New Drawing and the Beauty of Motherhood.

New Drawing and the Beauty of Motherhood.

I just finished a new drawing last week, a pencil portrait sketch commissioned by a previous client. This drawing was to be given as a gift for his girlfriend, most likely a belated, but very special Mother’s Day gift.

It’s an 11 x 14, pencil on paper.

I took two different photos and combined them into one drawing. The girl on the bottom wasn’t shown in the original photo of the mother and her younger daughter, so I added that in from another photo.

The nice thing about a portrait drawing is that you can combine different photos together into one cohesive image. This is a great image of a beautiful mom with her two smiling children, and it was wonderful to be able to create this unique sketch for my client.

With this, I think of Mother’s Day that we just recently celebrated, and how amazing mothers are. All the pain they go through to bring a child into the world, the commitment to nurse and care for that child immediately after, and all the love they pour out into their children’s life day by day is nothing short of heroic.

Speaking of heroic, I remember several years ago, when my son was just months old, my wife and I were walking from a restaurant, and she was carrying him and some other stuff, too. (What was I doing? Probably nothing!) She tripped on a divot in the sidewalk and our son went flying out of her arms. Almost like a wide receiver stretching to catch a low pass, my wife adroitly reached out her hand just in time, cupping our baby’s head from what would have been the deadly impact of concrete. She still has a scar on her hand to this day, a testament to her instinctive, selfless sacrifice.

The only thing I could blurt out was, “Nice save.”

These days, a mother wears a lot of hats. Not only does she take care of the children and the home, but she also often has to work outside the home as well to make sure her childrens’ needs are met.

All of that and she still has to deal with her husband leaving his dirty socks on the floor. Mothers are amazing!

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New Artwork and Building Bridges

New Artwork and Building Bridges

Finally, after three months of intense work, I finished my largest canvas painting ever: a 48″ x 72.” Although I worked on some other projects during the creation of this one, this particular portrait consumed the brunt of my focus–and studio space since the middle of winter.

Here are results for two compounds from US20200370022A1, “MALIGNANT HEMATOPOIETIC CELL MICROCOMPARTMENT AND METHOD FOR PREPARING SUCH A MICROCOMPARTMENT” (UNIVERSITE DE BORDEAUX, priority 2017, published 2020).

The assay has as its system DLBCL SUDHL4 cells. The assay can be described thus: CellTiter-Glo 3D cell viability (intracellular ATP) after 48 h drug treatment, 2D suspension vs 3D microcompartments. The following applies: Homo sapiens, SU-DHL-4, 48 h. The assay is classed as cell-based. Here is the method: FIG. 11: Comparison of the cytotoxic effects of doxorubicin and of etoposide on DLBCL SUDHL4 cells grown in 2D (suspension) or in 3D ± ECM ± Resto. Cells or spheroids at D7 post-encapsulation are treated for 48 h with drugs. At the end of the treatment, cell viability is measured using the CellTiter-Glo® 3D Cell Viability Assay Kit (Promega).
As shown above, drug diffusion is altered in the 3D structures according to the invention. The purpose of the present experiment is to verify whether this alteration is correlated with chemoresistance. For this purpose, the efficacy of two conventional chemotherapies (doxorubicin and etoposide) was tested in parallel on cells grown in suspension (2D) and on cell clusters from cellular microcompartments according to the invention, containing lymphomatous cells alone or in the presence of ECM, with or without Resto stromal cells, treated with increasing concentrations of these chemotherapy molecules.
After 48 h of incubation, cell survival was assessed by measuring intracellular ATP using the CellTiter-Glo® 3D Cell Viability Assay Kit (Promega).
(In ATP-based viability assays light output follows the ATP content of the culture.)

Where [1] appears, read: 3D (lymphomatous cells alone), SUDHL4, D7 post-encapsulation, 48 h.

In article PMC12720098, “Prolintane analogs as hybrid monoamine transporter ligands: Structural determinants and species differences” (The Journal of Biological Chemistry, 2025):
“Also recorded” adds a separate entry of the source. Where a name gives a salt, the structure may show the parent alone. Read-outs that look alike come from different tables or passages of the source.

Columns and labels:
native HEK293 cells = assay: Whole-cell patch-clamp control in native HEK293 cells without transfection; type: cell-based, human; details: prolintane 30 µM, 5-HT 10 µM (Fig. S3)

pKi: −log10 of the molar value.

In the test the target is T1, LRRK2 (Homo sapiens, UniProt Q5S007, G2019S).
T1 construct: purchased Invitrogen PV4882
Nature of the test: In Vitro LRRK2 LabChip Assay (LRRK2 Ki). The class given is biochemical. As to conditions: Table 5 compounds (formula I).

The concept for this portrait painting was about as unique and intriguing as I’ve ever done, and it certainly was a privilege to be able to bring this idea to life for my client.

I made contact with him originally through the freelance/ self-employment web service, Thumbtack. Jim, my client, saw the profile I had there, and contacted me asking if I could do a portrait of his family. The concept he wanted was a depiction of his wife when they were in their 20’s back in the 80’s, and and their children–who are now in their 20’s–hanging out in the same time and place. In the background is New York City, where they were originally from, merging into Minneapolis, which is close to where they and their kids now live.

This was an idea I just couldn’t pass up.

As a freelance artist, I often take commissions that are your typical portrait based off a “polaroid” style snapshot photo, nothing fancy. Although I enjoy all of these projects because I love to capture the beauty in every person, this idea transcended the mundane, and I was thrilled to be able to bring it to life.

I have often wondered myself what it would have been like to hang out with my dad, for example, when he was my age. Would we be friends? What would we talk about? What kind of things would we do together?

The connection between who we were in the past, often overlooked, is vital to know where we are going.

This identity has a strong correlation with our children, since they in many ways are an offshoot of us. Not only do they share the same DNA, but in growing up with us and learning our habits, we see things in them– both positive and negative–that can help us to take a closer look at ourselves.

 

Coffee: my drink of choice to get the creative juices flowing.

Coffee: my drink of choice to get the creative juices flowing.

Jim and I conversed online for a while and at the end of January we got together, along with his wife, Chris, and met over a cup of coffee in Hudson, WI. They decided to go with a 48″ x 72″ size–large enough to fit them, their two kids, and the cities skylines together in one dynamic and cohesive image.

After that, Jim sent me some photos of his family and I got to work putting together a layout of what the painting would look like when finished. It always helps to have a good-looking family to do your painting from! Jim kind of reminds me of Scott Baio or Tony Danza in these photos.  😎

Some of the photos from the client that I used to create this portrait.

Some of the photos from the client that I used to create this portrait.

 

Most of the time, I use Photoshop now instead of sketching out a design. It’s beneficial both for me and the customers. They have a stronger visual aid to tell what it should look like, and I have a blueprint to create the actual painting from. Also, making changes in the layout is a snap with Photoshop. You can simply move layers around, alter the photos, increase sizes, cut and paste.

I love it.

Here is the layout I created.

 

The final layout of the portrait that I created on Photoshop.

The final layout of the portrait that I created on Photoshop.

 

During the layout and approval process, I also worked on building the canvas. I started with professional stretcher bars made in the USA, complete with locking mitre joints and beveled edges, and assembled them. It is extremely important to have a strong support for a 4″ x 6″ canvas, to be able to withstand the tension of the stretched fabric, and to keep from warping. I made sure to include cross braces and diagonal braces as well.